Turkey and Jordan an alliance that needs attention
Turkey celebrated, on October 29, the 95th anniversary of the proclamation of the Republic of Turkey. The Turkish Ambassador in Amman Murat Karagöz spoke to friends of Turkey at the celebration, reminding them of the basic tenants of the modern republic and how Turkey and Jordan have much in common. Ambassador Karagöz paid tribute to Mustafa Kemal Atatürk as “a historical figure”, who led the foundation of the new state, and his words: “No country is free unless it is democratic.” Turkey, today, is a "democratic, secular, social state governed by rule of law," the ambassador told Jordanians, Turks, diplomats and other friends.
On the Syrian front, Turkey hosts around 4 million asylum-seekers, including more than 3.5 million Syrians, who had to flee from their homelands. Turkey has spent around $33 billion so far for the well-being of Syrians. The ambassador praised the "deep rooted cultural and human ties" between Jordan and Turkey; reminding all that during this year, President Recep Tayyip Erdogan and His Majesty King Abdullah met three times.
The Turkish ambassador speaks with passion when it comes to the potential of lifting the relationship between the two countries to much higher levels. The ambassador worked hard to restart the Istanbul-Aqaba direct flights by Turkish Airlines and would love to see more done on the tourism level as well as in the economic and cultural fields.
But despite all the above, all is not well in the relationship between Turkey and Jordan, especially on the economic front, where the free trade agreement has been suspended and attempts are ongoing to find a “win-win” formula, while taking fully into account Jordan’s concerns. For around six months, Turkey was often left alone as the previous Jordanian government, apparently under pressure from its Gulf allies, abruptly suspended the agreement which was allowing moderately-priced Turkish products into the Jordanian market. Jordan has complained that Turkey has not invested in Jordan as per that agreement and this issue has been a focus of many bilateral talks over the past months.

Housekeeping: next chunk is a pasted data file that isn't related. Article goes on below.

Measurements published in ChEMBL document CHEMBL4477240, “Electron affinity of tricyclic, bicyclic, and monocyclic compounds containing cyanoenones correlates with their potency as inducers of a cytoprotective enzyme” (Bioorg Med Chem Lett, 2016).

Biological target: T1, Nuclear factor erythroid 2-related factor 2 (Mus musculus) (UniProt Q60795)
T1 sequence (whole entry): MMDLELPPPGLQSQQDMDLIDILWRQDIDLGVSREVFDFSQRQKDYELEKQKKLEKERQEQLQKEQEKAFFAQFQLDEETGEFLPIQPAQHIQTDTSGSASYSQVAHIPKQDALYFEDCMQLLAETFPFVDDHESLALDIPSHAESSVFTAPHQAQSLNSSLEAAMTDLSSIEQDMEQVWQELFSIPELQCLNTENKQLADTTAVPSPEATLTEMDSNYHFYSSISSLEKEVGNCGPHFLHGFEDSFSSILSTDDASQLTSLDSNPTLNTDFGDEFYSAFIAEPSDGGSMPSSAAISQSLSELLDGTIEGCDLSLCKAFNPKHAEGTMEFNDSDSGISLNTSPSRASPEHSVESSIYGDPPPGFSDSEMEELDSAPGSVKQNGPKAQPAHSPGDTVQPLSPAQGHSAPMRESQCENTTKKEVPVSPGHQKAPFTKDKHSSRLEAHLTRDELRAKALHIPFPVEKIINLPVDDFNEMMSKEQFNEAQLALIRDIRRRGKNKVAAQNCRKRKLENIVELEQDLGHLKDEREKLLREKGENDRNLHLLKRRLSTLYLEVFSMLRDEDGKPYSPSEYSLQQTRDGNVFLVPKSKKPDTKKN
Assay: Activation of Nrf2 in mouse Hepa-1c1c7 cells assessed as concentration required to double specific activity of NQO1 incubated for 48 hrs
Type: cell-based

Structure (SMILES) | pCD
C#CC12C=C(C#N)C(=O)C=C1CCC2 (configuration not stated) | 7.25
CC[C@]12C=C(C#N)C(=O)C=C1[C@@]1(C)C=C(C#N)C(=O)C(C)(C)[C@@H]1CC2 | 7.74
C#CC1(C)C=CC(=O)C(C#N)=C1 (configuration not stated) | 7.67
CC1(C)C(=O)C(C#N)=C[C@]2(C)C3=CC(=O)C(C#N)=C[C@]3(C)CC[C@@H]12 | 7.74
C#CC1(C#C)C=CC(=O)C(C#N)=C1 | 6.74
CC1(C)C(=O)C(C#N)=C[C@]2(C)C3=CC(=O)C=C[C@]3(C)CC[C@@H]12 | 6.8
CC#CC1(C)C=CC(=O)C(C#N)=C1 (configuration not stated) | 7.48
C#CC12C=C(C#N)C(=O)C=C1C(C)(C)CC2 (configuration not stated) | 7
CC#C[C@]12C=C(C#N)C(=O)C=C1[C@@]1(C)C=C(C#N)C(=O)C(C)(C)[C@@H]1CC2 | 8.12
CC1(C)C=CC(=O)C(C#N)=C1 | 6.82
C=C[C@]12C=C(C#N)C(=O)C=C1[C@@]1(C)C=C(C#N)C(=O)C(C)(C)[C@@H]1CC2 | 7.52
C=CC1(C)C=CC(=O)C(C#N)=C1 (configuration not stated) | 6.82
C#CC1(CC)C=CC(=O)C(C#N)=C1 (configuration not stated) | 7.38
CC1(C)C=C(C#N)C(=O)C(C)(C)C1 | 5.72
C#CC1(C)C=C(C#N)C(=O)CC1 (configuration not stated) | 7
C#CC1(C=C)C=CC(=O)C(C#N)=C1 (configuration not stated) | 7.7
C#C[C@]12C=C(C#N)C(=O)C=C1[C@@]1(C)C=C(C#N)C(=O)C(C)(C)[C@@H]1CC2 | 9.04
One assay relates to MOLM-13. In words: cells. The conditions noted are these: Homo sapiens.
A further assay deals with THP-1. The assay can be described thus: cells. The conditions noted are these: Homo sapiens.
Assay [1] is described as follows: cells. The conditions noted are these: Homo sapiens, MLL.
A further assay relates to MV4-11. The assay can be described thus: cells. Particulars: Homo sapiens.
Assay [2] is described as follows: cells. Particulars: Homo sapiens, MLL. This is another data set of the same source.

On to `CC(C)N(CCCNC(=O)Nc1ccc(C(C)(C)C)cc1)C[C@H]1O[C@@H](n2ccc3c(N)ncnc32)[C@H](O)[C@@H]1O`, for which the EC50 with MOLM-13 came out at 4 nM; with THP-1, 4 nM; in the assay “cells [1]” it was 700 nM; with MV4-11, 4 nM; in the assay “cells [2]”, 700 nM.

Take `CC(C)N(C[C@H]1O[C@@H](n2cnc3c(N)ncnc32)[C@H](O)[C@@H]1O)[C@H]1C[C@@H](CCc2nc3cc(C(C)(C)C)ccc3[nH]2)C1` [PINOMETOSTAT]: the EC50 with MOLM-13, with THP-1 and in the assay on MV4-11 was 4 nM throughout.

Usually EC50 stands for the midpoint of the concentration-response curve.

Even the return of the Istanbul-Aqaba flights has not produced much response from Jordanian officials, according to Turkish embassy staff. While this important air route has proved to be a bonanza for Petra tourism, that has been on the increase, yet few Jordanian officials have taken time to credit Turkey or help promote Jordanian tourism in Turkey, even though 280,000 Jordanians travelled to Turkey last year for pleasure, shopping and real estate purchases.
Even a simple idea of cultural exchange has been difficult to materialise. The ambassador would love to initiate an entire year of multicultural exchanges, but his efforts to meet the new minister of culture Mohammad Abu Rumman have yet to materialise and the idea of having this effort in 2019 is fading and now it is hoped that 2020 will be the year for this needed idea to bring Arab and Turkish people to exchange ideas, lectures, books, poetry and much more.
There is much that Jordan can learn from Turkey. Under the new presidential system, Turkey has reduced its ministries from 26 to 16, removed the position of undersecretary and increased parliament members from 550 to 600 members. Turkey, which had similar transportation problems, has found a way to vastly improve its public transportation; a fact any traveller to major Turkish cities can attest to.
Perhaps the best area from which Jordan can learn from its Turkish ally is how to handle the issue of religion. A country with a population of 99 per cent Muslims insists that it should not declare a state religion and prides itself in the fact that it is a secular country that practices the rule of law. Many attack Turkey and include it in conspiracy theories, but the fact remains that it is a country that has succeeded in keeping religion out of the corridors of power and politics; a decision that is part of the new Turkey which was inaugurated by Atatürk and adhered to by all administrations since the beginning of the 20th century.
This does not mean that Turkey does not have its own problems. Despite the well-credited efforts in the Jamal Khashoggi case, the country still has a problem with independent journalism and many journalists are in prison under dubious charges.
Turkey might be 10 times bigger than Jordan and it is a G-20 country, but that does not make the potential of improving the relations between the two countries any less possible. As the ambassador said in his speech at the Hyatt Hotel, there is no reason why the economic relations between the two countries cannot follow the concept of a win-win direction. Obviously, to reach that goal the leaders and administrations of both countries, as well as the people, must redouble their efforts towards a better understanding of what is common and binding the two people and avoid the idea of playing into the destructive regional axis argument. Jordan needs all the friends it can find to work out its economic woes and to use the huge advantage it has with its young, educated and wired population to reach much better results on all fronts.